Design, modeling, simulation and representation technologies play a major part in the quest for enhanced sustainability of buildings and the city as a whole. Model-embedded geometric, material and performance information influences work flows to enrich them with design-intrinsic decision metrics, which when seen through the lens of locally appropriate sustainability factors can enhance the reading and construction of contextually appropriate architecture.
As such, the workshop will first introduce (6 sessions) the free-form 3d modeling tool Rhinoceros3d and the parametric scripting/modeling environment Grasshopper3d; students will learn how to build clean, geometrically complex models and how digital data needs to be processed for subsequent 3d printing applications. The fundamental knowledge thus gained will not only benefit the studio and advanced modeling workshops to be held in it, with which class content is synchronized, but also pave the way for the subsequent 'robust' performance modeling workshop component.
Berlin's local building fabric is shaped by a multitude of typologies and related construction methods, of which vernacular historic industrial and housing are a major part. As history has shown, these structures are highly adaptable to new use types and within limits offer a relatively stable building environmental climate, by virtue of their mass and generous volumetrics.
To further investigate these issues and connect design technology exploration to local phenomena, the second part of the workshop (7 sessions) will a) trough lectures on local building fabric aspects (plus possible site visits) and b) an introduction to thermal and daylight building performance simulation increase participants' understanding of building performance science basics in general and as related to Berlin's climate, fabric and predominant building use. Combined lectures and exercises on building performance simulation through EnergyPlus (OpenStudio) and Radiance/Daysim (Diva4Rhino or Honeybee) will enable students to acquire basic simulation knowledge and apply it by evaluating existing local building stock, which will aid the discussion of local energetic and general sustainability factors. The acquired simulation and urban contextual knowledge will hence aid the studio goal of designing innovative, adaptive structures by creating beneficial performance evaluation skills on both a theoretical building typology as well as a practical design benchmarking level.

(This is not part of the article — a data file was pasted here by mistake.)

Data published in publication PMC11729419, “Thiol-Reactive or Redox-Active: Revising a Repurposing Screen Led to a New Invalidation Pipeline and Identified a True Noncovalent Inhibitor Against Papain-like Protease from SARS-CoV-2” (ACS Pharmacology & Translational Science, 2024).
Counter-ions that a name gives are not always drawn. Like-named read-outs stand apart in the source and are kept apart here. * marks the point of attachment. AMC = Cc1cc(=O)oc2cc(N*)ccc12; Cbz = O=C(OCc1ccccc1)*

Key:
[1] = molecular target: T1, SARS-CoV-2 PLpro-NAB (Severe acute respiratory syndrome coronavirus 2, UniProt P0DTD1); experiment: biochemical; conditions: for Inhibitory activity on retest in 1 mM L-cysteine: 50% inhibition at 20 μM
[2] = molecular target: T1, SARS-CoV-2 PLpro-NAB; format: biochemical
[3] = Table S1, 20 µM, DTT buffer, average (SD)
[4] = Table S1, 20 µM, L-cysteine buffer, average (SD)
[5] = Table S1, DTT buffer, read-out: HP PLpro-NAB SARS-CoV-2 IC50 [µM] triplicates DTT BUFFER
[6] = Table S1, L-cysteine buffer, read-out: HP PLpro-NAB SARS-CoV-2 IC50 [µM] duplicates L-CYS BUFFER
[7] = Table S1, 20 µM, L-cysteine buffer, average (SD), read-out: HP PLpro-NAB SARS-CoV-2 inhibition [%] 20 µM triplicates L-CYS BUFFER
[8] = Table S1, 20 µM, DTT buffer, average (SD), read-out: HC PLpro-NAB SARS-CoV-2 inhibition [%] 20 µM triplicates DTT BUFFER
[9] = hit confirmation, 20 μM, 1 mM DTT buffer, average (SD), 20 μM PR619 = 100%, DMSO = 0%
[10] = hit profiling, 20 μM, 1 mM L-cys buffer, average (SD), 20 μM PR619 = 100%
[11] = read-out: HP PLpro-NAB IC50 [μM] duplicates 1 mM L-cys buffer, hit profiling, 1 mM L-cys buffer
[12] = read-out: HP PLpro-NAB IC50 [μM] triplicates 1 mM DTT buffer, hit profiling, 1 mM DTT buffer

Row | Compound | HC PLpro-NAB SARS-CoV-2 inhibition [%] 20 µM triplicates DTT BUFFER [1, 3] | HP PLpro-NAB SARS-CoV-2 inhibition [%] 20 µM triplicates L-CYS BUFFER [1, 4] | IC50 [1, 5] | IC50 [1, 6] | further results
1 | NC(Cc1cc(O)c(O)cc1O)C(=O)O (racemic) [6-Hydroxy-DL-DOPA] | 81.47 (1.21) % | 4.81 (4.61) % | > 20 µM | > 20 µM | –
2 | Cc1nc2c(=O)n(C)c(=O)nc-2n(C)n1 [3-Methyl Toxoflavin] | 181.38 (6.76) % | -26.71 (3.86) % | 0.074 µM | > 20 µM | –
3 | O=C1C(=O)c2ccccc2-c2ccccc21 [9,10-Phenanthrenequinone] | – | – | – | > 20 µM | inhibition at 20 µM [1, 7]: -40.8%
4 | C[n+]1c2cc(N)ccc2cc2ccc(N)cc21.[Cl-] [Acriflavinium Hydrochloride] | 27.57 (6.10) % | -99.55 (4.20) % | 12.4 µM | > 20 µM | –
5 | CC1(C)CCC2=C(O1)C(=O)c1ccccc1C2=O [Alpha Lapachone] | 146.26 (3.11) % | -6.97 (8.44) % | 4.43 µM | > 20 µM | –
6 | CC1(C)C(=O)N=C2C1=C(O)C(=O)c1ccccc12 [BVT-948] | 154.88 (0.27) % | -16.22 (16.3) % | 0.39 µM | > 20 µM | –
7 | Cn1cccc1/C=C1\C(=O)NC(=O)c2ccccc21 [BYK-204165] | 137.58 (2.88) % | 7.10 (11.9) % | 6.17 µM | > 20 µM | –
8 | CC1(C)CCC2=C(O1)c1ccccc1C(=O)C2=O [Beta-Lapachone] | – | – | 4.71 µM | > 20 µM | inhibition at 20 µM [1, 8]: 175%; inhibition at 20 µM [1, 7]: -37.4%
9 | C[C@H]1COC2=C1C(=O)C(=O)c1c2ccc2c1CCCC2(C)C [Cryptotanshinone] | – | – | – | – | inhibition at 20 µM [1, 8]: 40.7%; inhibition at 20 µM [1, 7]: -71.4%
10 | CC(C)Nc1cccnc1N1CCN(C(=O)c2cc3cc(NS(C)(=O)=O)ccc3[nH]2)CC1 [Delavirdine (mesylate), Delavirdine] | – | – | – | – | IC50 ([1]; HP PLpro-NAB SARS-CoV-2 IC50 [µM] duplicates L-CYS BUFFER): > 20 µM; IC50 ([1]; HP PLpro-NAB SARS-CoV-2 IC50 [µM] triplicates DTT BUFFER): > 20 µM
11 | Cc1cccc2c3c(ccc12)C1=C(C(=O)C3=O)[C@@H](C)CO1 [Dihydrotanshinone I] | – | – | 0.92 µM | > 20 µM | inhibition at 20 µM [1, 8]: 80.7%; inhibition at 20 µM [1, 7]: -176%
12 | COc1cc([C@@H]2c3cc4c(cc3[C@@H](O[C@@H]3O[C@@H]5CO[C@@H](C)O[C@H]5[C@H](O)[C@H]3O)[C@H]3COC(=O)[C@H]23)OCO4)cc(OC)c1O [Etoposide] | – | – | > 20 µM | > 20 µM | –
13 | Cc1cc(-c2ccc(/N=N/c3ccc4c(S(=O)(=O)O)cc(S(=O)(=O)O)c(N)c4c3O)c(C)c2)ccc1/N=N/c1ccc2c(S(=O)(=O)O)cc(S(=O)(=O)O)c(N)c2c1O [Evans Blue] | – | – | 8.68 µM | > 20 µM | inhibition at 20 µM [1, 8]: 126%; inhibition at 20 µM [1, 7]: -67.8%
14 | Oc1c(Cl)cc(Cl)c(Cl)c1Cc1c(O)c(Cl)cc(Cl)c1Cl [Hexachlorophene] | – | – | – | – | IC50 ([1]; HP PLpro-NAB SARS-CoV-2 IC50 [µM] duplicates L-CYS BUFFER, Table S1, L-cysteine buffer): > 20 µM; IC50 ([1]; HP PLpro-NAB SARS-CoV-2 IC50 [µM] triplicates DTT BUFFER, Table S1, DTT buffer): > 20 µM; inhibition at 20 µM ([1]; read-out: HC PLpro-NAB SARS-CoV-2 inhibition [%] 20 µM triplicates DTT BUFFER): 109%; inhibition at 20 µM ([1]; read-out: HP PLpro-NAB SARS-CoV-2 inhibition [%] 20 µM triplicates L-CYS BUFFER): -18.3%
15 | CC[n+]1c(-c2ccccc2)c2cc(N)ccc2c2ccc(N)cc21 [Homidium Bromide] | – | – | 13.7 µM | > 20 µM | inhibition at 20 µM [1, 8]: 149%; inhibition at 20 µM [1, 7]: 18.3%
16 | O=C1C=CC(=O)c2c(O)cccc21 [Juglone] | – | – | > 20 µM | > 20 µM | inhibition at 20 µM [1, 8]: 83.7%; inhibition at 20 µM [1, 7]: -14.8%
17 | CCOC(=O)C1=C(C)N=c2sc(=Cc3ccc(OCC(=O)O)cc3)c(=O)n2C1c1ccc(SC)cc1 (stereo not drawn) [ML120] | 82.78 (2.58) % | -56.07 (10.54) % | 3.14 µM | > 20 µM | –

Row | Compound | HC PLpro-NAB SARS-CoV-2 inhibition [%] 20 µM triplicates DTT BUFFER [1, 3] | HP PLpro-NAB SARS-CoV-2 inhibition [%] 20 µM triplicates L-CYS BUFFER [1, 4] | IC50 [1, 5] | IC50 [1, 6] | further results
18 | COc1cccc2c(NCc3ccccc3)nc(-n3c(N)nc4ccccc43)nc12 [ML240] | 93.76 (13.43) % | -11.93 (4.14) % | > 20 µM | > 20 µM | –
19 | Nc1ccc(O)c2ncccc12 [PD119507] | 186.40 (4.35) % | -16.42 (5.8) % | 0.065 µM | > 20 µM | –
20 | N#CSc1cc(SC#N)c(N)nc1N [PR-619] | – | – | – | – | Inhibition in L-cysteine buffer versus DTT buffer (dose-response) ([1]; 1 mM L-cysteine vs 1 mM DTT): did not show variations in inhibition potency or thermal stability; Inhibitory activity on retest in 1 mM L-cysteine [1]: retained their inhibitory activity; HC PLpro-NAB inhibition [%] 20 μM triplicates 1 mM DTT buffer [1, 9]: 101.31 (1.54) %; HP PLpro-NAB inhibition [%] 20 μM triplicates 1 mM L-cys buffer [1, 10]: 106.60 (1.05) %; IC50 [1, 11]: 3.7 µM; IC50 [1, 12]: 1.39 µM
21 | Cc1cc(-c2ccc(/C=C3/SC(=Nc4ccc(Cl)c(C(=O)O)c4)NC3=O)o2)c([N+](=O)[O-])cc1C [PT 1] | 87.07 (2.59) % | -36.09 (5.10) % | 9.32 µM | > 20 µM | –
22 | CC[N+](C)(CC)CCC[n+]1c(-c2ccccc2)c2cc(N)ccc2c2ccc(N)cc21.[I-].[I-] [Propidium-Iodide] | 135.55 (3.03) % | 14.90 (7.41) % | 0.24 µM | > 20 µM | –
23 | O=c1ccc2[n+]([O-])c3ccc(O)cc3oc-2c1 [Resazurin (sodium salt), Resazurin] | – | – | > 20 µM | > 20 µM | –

CIEE Elective Courses
German Architectural History and Theory
This course provides students with fundamental knowledge of the German architectural tradition through a historical survey of key buildings and urban spaces. Political, cultural, historical and technological factors will be closely studied as influences on the process of design and final built forms. The themes of creation and destruction, growing and shrinking cities and sustainability will run through this course. This course will also examine the worldwide influence of German architects with careful attention paid to distinctions between German and American styles and the interplay therein. Site visits throughout Berlin, drawing and photography will be used to sharpen the student’s eye for detail. Sites include, the buildings of Unter den Linden and the Museum Island (by Schinkel, Prussian classical), Tempelhof Airport (by Speer & Sagebiel fascist), Potsdamer Platz (by Jahn and Piano, modern). Guest lecturers and ongoing lectures at the UdK augment the curriculum. Recommended credit 3 semester / 4.5 quarter hours.
Monument, Memorial and Public Space in Germany (1919-Present)
This course looks at the important role that monuments, memorials and public spaces have played in Germany’s turbulent modern history. Weimar designs, Fascist Nazi designs and the stark contrasts between former-East and former-West German places and spaces are highlighted as expressions of cultural values and dictated doctrine shaped by the powerful and complex historical forces of war, politics, aesthetics and collective memory. In addition, postwar and post-Wall ruins and rebuilding efforts shed light on what today is saved, what is erased and what is honored on the German landscape. Particular attention is given to Holocaust memorials and places of remembrance. Themes of pride, shame, memory and collective consciousness run deeply through this course. Recommended credit: 3 semester / 4.5 quarter hours.
Intercultural Communication and Leadership
In this class, participants will develop skills, knowledge, and understanding that will help them communicate and engage more appropriately and effectively in Berlin as well as in other intercultural contexts. Students will explore various topics in intercultural communication in the context of their experience abroad, and will practice intercultural learning processes that they can apply when working across difference in a wide variety of contexts. Participants will increase their own cultural self-awareness and develop personal leadership skills to help them become more effective in an interdependent world. Learning will involve in-class exercises, active reflection, discussion, readings, field reports, short lectures, and out-of-class activities that engage students in the local culture on a deeper level. Contact hours: 42. Recommended credit: 3 semester / 4.5 quarter hours.
The CIEE Study Center in Berlin does not currently offer language courses, but CIEE resident staff can facilitate students’ enrollment in a German language institute. For students choosing this option in lieu of a CIEE elective, CIEE will cover the cost for 60 hours of instruction.